Films take us places we have never been, even if it’s for just a few moments, offering us a window into the wider world, opening our eyes to new wonders.
They entertain us, they offer hope and inspire us, they challenge us and broaden our perspective.
Films take us inside the lives of people different from ourselves and take us to places different from our everyday surroundings.
Why, only recently, I was flying over rooftops in London, transported back to 1935.
I had been dropped into a world of beautiful costumes, fabulous music and dance and some clever lines delivered by handsome actors at just the right moment.
Along with the beautiful sets and a chance to revisit a classic, watching Dick Van Dyke dance up a storm again at aged 91 was sheer brilliance.
Going to the cinema, sitting in a darkened theatre, we are left alone to travel to those places, until often, all too soon, it’s over.
The transition is often abrupt as lights come on and people start to move.
They murmur and stretch and turn on their phones, they scratch around in bags looking for keys and stand up, dusting the popcorn from their laps and loudly share their opinions.
Meanwhile, the music invites us to linger on the edge of where we have been, and the long list of names and acknowledgments continues down the screen.
First, of course, are the names of the stars of the show, appearing in a fancy font, one by one, as does the director’s name and a few other special people.
Then the long list of names with job titles rolls while the music continues and the theatre empties.
But I stay seated, often to the frustration of my other half.
I am not quite ready to go back to my ordinary, I like to stay and I like to read that long list of names.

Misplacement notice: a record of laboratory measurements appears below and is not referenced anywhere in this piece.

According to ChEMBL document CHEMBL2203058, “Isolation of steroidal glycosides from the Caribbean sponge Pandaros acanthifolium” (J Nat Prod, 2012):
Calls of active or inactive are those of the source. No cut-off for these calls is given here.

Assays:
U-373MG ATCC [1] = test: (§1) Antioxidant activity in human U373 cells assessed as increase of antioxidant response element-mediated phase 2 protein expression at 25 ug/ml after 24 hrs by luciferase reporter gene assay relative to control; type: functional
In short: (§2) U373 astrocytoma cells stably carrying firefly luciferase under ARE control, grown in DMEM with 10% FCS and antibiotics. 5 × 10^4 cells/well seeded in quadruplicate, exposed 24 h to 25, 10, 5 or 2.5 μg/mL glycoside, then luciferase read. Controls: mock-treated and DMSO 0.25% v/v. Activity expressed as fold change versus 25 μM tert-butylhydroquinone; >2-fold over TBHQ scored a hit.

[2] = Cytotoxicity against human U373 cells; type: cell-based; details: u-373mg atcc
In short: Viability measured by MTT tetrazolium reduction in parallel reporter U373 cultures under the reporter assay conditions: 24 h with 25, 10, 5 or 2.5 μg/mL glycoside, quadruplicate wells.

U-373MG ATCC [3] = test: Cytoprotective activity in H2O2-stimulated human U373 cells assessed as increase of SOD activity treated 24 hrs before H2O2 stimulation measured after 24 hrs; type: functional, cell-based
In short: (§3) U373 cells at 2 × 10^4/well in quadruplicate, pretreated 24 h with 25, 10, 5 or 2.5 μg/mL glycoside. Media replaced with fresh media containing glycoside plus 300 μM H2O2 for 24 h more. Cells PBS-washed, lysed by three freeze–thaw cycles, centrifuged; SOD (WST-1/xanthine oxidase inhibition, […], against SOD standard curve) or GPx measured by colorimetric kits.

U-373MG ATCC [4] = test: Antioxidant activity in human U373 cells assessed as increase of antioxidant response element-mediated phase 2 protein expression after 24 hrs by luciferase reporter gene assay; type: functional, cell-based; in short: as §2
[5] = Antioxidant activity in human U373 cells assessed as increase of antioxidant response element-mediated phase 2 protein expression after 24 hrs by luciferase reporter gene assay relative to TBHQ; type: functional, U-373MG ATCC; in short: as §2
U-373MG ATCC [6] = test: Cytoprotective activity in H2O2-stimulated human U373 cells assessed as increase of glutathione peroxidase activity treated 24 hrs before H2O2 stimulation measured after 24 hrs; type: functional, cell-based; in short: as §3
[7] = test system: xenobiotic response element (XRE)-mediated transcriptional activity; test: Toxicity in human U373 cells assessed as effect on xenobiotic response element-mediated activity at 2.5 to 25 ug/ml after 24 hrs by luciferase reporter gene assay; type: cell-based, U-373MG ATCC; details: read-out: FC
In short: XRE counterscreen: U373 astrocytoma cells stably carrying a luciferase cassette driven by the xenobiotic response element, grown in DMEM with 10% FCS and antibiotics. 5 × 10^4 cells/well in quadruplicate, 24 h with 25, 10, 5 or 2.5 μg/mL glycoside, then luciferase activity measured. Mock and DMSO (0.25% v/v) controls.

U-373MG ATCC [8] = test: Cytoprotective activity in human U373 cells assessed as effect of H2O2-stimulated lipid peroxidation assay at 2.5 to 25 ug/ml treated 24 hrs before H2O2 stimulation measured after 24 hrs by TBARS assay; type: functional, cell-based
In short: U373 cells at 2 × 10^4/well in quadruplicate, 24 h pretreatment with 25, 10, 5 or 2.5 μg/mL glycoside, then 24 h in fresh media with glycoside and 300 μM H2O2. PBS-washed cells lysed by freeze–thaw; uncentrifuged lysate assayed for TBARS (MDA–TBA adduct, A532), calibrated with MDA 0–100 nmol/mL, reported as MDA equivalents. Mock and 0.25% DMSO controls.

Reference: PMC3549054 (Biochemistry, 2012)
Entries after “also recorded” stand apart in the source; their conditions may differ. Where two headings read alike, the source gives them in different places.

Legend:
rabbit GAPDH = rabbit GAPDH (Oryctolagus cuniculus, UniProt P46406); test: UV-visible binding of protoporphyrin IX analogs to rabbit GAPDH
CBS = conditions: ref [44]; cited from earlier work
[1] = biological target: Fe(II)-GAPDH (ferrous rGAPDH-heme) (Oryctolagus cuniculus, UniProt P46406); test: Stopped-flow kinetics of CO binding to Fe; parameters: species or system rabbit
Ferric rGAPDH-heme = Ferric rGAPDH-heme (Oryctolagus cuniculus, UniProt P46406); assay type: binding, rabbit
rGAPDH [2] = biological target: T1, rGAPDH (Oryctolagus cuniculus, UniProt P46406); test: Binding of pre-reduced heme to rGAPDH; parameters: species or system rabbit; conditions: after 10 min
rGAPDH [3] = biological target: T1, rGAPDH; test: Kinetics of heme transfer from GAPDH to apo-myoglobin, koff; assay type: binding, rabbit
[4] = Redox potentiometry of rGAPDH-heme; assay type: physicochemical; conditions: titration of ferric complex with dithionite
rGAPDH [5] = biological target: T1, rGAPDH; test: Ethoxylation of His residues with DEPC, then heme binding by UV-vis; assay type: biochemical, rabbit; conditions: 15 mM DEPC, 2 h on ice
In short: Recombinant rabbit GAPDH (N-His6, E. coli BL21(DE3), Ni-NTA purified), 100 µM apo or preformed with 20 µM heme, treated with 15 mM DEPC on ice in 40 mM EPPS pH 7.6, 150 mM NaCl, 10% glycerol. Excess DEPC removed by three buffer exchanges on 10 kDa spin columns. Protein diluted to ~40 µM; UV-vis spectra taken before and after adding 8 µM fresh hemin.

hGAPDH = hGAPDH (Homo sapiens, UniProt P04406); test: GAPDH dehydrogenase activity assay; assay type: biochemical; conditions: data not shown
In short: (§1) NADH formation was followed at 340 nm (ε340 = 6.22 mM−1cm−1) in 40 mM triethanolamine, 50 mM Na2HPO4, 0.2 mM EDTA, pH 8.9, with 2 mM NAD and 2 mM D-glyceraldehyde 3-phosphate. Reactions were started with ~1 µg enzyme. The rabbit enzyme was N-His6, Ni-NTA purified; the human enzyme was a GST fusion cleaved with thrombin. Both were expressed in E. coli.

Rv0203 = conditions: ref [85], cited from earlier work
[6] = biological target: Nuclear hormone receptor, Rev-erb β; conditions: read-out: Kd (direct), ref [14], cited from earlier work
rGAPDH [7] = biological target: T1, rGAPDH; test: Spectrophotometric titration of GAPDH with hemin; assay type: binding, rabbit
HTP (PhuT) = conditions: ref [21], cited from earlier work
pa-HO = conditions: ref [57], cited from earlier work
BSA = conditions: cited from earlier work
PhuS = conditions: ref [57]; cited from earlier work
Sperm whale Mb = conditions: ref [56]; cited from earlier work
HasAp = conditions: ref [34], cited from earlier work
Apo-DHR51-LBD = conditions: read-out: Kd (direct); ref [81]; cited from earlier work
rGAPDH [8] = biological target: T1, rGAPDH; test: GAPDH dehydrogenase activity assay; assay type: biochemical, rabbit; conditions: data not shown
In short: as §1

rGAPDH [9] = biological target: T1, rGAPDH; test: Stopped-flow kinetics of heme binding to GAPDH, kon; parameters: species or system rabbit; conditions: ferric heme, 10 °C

To find out where it was filmed, and how many units were set up in different locations and which townsfolk need to be thanked.
To see just how many people worked in the art department, on costume design and make-up, and how many stunt performers, camera crew and lighting technicians made the leads look so good and by the way, what even is a ‘grip’?
And then there’s the production babies.
In the credits of Toy Story, Pixar began the custom of listing the names of babies born to anyone involved in the film during production, paying homage to the length of time a crew spends together and the personal relationships established over the period of production.
What we consume in under 120 minutes takes years and a multitude of people to produce, and the credits are the signifier.
Let’s go back to Mary Poppins.
It took over 500 people to bring us that single opportunity of simple escapism.
There were the usual stars and of course a few street urchins, 26 leeries (lamplighters) and one ‘handsome man’, there were 32 in the make-up department, over 130 in the art department and I lost count on the camera and lighting crew.
And though filmmakers often add in a little reward for those that choose to watch the credits, I know that as I read those names I am, in just one small way, acknowledging the work of a large group of talented artists and craftspeople.